Looking to Make a Difference? Try the Bella Vista Animal Shelter

bella vista animal shelter

Deidre Knight Matney comes by her love of animals and the Bella Vista Animal Shelter naturally.

“I got involved in 2002 because I personally brought in 10 stray puppies in one year,” the executive director of the Bella Vista Animals Shelter said. “They would just show up at my house or I would find stray puppies crossing the road. I would pull over and pick them up and bring them to the shelter if they had room. If not, I would foster them at my home.”

Deidre, whose mother and a friend started the Humane Society in Springdale in the early 1960s, grew up in the animal shelter business.

She knows why there is such a demand for the services Bella Vista’s shelter provides.

“People do not spay and neuter their pets and that creates an overpopulation problem,” she explained. “I think people just don’t take enough responsibility. If you are going to take on responsibility you have got to be responsible.”

Being a pet owner, Deidre said, is like being a parent. It is the shelter’s mission.

“We want to be here and provide’s them care until we can find them forever homes,” she said. “Our motto is that we live to serve, and we serve so that others may live.”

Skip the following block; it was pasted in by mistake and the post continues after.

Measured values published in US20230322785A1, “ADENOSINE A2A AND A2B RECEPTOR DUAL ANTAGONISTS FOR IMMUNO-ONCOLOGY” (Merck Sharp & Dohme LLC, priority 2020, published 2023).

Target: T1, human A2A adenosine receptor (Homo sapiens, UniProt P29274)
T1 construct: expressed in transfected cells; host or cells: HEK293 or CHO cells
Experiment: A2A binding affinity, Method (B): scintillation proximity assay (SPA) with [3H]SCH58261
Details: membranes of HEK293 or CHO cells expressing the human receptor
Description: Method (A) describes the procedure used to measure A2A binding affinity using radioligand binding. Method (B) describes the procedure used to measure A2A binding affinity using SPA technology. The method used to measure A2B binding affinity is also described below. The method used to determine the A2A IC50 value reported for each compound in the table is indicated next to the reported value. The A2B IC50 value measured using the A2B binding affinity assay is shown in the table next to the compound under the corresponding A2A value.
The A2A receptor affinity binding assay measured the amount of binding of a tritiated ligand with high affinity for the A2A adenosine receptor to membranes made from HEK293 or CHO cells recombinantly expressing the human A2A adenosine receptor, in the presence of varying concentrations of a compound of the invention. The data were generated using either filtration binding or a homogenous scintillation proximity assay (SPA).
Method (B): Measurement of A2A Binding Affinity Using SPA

The staff at the shelter provide a home and care for between 700 and 800 dogs, cats and other pets a year. That doesn’t come cheap.

“Our budget exceeds $300,000 a year,” she added. “We have a contract with the city, but that only represents only 24 percent of our budget. The rest is from donations from the people of Northwest Arkansas. Those donations go to buy dog food, cat food, vaccinations, and to help pay vet costs and our operating expenses like telephone, electric and staff.”

The shelter’s volunteers provide much needed help to the staff.

“We do have a very strong volunteer base,” Deidre said. “We have volunteers who come out and help us clean and do remodeling and construction. We have a lot of Walmart volunteers. They do mowing and built a nice walking trail. We have a lot of children who come out and socialize with the animals and walk dogs. A lot of children now ask for birthday presents for the animals instead of themselves.”

Ingraining a sense of responsibility and care in the young people for animals is important to the shelter’s future.

“They are the future for the stray animals,” she added. “They are going to be the voice for them, to speak for the animals when we are gone. It’s important to instill in the young people that they need to love and learn animal care so that they will be able to care for the animals in the future.”